FIG. 1 illustrates an example of the fundamental structure of a particularly simple embodiment of the flowmeter comprising a probe 20 according to the invention. The probe comprises a copper wire 21 welded to one end of a thick constantan wire 23 at a junction 24. The opposite end of the thick constantan wire 23 is welded to yet another copper wire 22 at a second junction 22. The junctions 24, 25 are connected to heat-conducting materials, such as copper bars 29. Each copper bar 29 projects into a tube 28 with a flowing fluid, the flow velocity of which is to be measured. The entire probe is surrounded by a material 26, 27 which is electrically insulating as well as heat insulation and allowing the positioning of the probe in the tube 28.

The constantan wire 23 has been mentioned as "thick" because it must be capable of conducting a current which is so heavy that the temperature of the junctions alters noticeably. However, in practise the constantan wire is not particularly thick.

The two copper wires 21, 22 are connected to their respective conductors 31, 32 in turn connected to the input port of an amplifier 33. The output port of the amplifier 33 is coupled to a sample and hold circuit 34. The output voltage U of the circuit 34 is a measurement of the temperature difference T=T2-T1, where T1 and T2 represent the temperature of the two junctions 24, 25. A control device 35, such as a timer, controls a switch 36 enabling and disabling a current in the conductors 31, 32 which are connected to a source 37 of constant current. The switch 36 is preferably an electronic switch, such as a transistor, and may for instance be an FET.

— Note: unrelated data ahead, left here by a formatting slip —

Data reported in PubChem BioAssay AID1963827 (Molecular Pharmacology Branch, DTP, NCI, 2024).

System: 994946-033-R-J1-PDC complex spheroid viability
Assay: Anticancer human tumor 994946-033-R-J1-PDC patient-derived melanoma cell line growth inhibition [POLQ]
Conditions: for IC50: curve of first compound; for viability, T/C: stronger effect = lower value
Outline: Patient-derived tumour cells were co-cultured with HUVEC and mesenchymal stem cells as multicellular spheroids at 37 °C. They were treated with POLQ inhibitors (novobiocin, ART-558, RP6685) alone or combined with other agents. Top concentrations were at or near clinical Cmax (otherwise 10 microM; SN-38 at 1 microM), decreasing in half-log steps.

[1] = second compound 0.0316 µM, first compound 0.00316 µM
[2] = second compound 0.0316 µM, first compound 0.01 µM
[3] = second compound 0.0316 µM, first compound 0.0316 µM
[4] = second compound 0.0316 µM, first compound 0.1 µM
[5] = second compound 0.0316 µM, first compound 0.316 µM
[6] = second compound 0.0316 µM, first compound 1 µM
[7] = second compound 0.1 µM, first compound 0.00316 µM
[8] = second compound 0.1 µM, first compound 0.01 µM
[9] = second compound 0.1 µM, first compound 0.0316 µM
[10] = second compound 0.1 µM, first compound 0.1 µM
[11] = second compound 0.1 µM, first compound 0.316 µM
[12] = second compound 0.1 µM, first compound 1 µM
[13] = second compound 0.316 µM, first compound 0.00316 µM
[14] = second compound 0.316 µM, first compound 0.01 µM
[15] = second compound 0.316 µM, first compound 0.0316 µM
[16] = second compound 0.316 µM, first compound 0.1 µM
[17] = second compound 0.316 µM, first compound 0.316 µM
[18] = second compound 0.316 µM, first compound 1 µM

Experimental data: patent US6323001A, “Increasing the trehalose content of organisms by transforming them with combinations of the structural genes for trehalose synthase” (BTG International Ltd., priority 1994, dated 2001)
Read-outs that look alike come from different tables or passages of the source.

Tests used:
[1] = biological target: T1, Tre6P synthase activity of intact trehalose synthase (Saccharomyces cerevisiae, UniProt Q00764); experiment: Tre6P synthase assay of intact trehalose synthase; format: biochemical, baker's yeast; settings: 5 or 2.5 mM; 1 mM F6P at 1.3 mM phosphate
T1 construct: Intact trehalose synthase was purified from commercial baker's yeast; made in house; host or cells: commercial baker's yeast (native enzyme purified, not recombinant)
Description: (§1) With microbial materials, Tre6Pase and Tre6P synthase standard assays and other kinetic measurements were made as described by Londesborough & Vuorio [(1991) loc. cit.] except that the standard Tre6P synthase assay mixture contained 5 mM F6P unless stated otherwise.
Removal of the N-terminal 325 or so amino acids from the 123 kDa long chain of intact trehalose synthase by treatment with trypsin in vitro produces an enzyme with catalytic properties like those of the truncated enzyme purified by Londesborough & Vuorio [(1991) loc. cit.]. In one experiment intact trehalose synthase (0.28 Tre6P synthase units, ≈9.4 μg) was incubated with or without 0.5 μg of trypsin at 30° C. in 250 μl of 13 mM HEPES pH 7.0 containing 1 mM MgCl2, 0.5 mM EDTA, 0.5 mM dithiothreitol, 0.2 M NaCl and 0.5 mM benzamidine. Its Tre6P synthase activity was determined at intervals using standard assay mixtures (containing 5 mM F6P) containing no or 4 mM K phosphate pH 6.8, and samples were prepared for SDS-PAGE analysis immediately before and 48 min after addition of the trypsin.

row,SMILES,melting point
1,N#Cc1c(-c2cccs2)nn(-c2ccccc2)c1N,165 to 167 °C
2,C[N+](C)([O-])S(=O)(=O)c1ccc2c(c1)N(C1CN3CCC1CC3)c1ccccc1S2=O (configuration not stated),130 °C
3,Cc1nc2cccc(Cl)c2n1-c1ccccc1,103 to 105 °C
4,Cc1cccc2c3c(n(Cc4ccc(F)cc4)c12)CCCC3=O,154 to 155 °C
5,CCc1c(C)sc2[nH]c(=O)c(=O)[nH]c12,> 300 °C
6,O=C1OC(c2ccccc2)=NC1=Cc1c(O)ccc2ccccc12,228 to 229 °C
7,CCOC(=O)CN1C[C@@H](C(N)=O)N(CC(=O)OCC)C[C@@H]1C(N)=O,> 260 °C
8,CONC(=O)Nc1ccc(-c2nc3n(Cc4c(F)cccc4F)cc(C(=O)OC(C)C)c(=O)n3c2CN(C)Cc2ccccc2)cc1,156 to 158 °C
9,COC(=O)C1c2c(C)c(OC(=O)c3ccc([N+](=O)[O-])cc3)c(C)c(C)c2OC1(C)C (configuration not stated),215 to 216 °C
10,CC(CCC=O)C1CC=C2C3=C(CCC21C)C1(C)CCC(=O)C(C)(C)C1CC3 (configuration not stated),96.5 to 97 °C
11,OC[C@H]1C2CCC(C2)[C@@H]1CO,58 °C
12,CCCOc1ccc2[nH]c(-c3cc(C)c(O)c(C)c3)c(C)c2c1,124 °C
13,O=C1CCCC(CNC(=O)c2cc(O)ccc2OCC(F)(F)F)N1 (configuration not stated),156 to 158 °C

The flowmeter operates in the following manner:

The timer 35 closes the switch 36 whereafter a current flows from the current source 37 through the conductor 32, the copper wire 22, the junction 25, the constantan wire 23, the junction 24, the copper wire 21, and the conductor 31 back to the current source 37. While the current is flowing through said circuit, the first junction is heated and the second junction is cooled due to the Seeback-effect. The amount of heat and cold, respectively, produced per sec. is proportional to the electric current IK. If the temperature of the flowing liquid is called T0, the temperature of the cold junction T1, and the temperature of the hot junction T2, the following relation applies: T0-T1=T2-T0=Ka ×IK,